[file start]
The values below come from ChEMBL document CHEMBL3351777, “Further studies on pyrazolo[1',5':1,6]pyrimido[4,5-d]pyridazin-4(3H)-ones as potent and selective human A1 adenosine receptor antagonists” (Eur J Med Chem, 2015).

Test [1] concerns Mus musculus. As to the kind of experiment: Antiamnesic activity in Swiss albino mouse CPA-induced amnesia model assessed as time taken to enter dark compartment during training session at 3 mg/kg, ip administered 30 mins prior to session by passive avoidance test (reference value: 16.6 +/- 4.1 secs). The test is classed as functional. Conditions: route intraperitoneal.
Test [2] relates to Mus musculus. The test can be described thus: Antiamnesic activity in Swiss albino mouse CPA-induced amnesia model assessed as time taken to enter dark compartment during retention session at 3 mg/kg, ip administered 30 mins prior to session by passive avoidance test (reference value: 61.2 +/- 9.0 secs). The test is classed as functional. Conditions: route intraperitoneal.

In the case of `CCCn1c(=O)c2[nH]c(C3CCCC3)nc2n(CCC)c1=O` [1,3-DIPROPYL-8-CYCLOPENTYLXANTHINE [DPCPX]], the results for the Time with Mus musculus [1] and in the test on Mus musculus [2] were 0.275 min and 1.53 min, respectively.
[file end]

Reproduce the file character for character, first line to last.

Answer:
The values below come from ChEMBL document CHEMBL3351777, “Further studies on pyrazolo[1',5':1,6]pyrimido[4,5-d]pyridazin-4(3H)-ones as potent and selective human A1 adenosine receptor antagonists” (Eur J Med Chem, 2015).

Test [1] concerns Mus musculus. As to the kind of experiment: Antiamnesic activity in Swiss albino mouse CPA-induced amnesia model assessed as time taken to enter dark compartment during training session at 3 mg/kg, ip administered 30 mins prior to session by passive avoidance test (reference value: 16.6 +/- 4.1 secs). The test is classed as functional. Conditions: route intraperitoneal.
Test [2] relates to Mus musculus. The test can be described thus: Antiamnesic activity in Swiss albino mouse CPA-induced amnesia model assessed as time taken to enter dark compartment during retention session at 3 mg/kg, ip administered 30 mins prior to session by passive avoidance test (reference value: 61.2 +/- 9.0 secs). The test is classed as functional. Conditions: route intraperitoneal.

In the case of `CCCn1c(=O)c2[nH]c(C3CCCC3)nc2n(CCC)c1=O` [1,3-DIPROPYL-8-CYCLOPENTYLXANTHINE [DPCPX]], the results for the Time with Mus musculus [1] and in the test on Mus musculus [2] were 0.275 min and 1.53 min, respectively.